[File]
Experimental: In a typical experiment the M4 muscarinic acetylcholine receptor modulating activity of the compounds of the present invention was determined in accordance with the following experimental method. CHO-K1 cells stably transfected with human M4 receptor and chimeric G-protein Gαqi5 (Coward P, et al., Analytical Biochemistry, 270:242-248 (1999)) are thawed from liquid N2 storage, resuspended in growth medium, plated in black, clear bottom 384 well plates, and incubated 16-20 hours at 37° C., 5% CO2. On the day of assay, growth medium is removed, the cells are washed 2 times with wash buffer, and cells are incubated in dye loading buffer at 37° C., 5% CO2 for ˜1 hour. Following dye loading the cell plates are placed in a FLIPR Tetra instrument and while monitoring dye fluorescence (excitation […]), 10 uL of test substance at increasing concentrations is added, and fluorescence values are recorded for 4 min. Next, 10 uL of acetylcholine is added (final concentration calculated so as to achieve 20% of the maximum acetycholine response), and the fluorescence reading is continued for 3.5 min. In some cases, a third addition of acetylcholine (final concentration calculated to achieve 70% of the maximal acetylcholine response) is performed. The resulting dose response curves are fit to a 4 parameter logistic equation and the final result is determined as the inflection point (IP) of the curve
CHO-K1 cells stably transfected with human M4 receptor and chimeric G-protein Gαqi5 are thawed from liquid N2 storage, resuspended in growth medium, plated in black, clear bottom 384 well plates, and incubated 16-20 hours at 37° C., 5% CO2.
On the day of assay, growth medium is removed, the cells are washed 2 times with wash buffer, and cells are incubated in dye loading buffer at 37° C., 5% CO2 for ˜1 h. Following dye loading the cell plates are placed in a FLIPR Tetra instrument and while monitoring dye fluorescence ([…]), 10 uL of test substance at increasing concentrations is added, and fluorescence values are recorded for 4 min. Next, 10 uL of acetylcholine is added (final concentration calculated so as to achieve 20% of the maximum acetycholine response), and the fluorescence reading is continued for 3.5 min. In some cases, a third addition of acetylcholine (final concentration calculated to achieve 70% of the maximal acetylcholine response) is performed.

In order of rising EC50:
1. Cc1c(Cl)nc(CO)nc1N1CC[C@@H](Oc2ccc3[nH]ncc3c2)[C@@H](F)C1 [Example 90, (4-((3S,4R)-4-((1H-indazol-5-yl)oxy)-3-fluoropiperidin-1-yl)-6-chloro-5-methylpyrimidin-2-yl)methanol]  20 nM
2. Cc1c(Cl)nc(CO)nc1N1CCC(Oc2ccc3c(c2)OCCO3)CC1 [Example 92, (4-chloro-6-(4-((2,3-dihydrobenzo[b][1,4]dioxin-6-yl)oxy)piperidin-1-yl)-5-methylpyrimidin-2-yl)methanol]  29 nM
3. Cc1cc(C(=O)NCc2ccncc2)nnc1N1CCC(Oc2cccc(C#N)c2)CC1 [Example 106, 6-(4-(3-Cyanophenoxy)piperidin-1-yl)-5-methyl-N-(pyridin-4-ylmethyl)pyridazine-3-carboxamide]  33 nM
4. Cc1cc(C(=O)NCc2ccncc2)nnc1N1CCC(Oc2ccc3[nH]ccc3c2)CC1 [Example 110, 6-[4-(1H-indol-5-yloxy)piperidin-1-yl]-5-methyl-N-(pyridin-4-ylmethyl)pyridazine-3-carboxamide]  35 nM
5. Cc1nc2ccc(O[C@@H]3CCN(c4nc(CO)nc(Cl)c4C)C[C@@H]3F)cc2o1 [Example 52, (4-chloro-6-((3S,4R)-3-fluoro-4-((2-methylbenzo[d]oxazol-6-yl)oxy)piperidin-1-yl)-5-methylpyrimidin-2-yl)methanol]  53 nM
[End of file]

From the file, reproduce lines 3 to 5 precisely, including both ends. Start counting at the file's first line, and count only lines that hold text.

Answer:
On the day of assay, growth medium is removed, the cells are washed 2 times with wash buffer, and cells are incubated in dye loading buffer at 37° C., 5% CO2 for ˜1 h. Following dye loading the cell plates are placed in a FLIPR Tetra instrument and while monitoring dye fluorescence ([…]), 10 uL of test substance at increasing concentrations is added, and fluorescence values are recorded for 4 min. Next, 10 uL of acetylcholine is added (final concentration calculated so as to achieve 20% of the maximum acetycholine response), and the fluorescence reading is continued for 3.5 min. In some cases, a third addition of acetylcholine (final concentration calculated to achieve 70% of the maximal acetylcholine response) is performed.

In order of rising EC50:
1. Cc1c(Cl)nc(CO)nc1N1CC[C@@H](Oc2ccc3[nH]ncc3c2)[C@@H](F)C1 [Example 90, (4-((3S,4R)-4-((1H-indazol-5-yl)oxy)-3-fluoropiperidin-1-yl)-6-chloro-5-methylpyrimidin-2-yl)methanol]  20 nM